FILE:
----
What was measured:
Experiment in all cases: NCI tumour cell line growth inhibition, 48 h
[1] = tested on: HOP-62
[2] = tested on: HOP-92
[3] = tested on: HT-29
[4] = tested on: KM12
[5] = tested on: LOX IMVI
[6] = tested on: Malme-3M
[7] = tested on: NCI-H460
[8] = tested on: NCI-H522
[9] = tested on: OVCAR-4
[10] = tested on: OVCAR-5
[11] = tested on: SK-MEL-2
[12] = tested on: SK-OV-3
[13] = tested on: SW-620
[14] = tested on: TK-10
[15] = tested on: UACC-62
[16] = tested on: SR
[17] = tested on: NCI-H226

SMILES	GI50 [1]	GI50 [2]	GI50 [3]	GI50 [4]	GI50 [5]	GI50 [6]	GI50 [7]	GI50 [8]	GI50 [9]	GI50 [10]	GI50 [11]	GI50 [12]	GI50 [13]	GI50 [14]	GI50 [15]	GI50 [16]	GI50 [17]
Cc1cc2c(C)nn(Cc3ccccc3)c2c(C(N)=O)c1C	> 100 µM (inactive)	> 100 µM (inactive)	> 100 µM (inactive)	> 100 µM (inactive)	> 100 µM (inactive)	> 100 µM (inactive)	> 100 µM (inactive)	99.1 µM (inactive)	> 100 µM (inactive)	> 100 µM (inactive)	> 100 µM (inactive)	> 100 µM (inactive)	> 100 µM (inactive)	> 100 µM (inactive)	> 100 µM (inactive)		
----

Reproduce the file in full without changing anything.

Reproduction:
What was measured:
Experiment in all cases: NCI tumour cell line growth inhibition, 48 h
[1] = tested on: HOP-62
[2] = tested on: HOP-92
[3] = tested on: HT-29
[4] = tested on: KM12
[5] = tested on: LOX IMVI
[6] = tested on: Malme-3M
[7] = tested on: NCI-H460
[8] = tested on: NCI-H522
[9] = tested on: OVCAR-4
[10] = tested on: OVCAR-5
[11] = tested on: SK-MEL-2
[12] = tested on: SK-OV-3
[13] = tested on: SW-620
[14] = tested on: TK-10
[15] = tested on: UACC-62
[16] = tested on: SR
[17] = tested on: NCI-H226

SMILES	GI50 [1]	GI50 [2]	GI50 [3]	GI50 [4]	GI50 [5]	GI50 [6]	GI50 [7]	GI50 [8]	GI50 [9]	GI50 [10]	GI50 [11]	GI50 [12]	GI50 [13]	GI50 [14]	GI50 [15]	GI50 [16]	GI50 [17]
Cc1cc2c(C)nn(Cc3ccccc3)c2c(C(N)=O)c1C	> 100 µM (inactive)	> 100 µM (inactive)	> 100 µM (inactive)	> 100 µM (inactive)	> 100 µM (inactive)	> 100 µM (inactive)	> 100 µM (inactive)	99.1 µM (inactive)	> 100 µM (inactive)	> 100 µM (inactive)	> 100 µM (inactive)	> 100 µM (inactive)	> 100 µM (inactive)	> 100 µM (inactive)	> 100 µM (inactive)		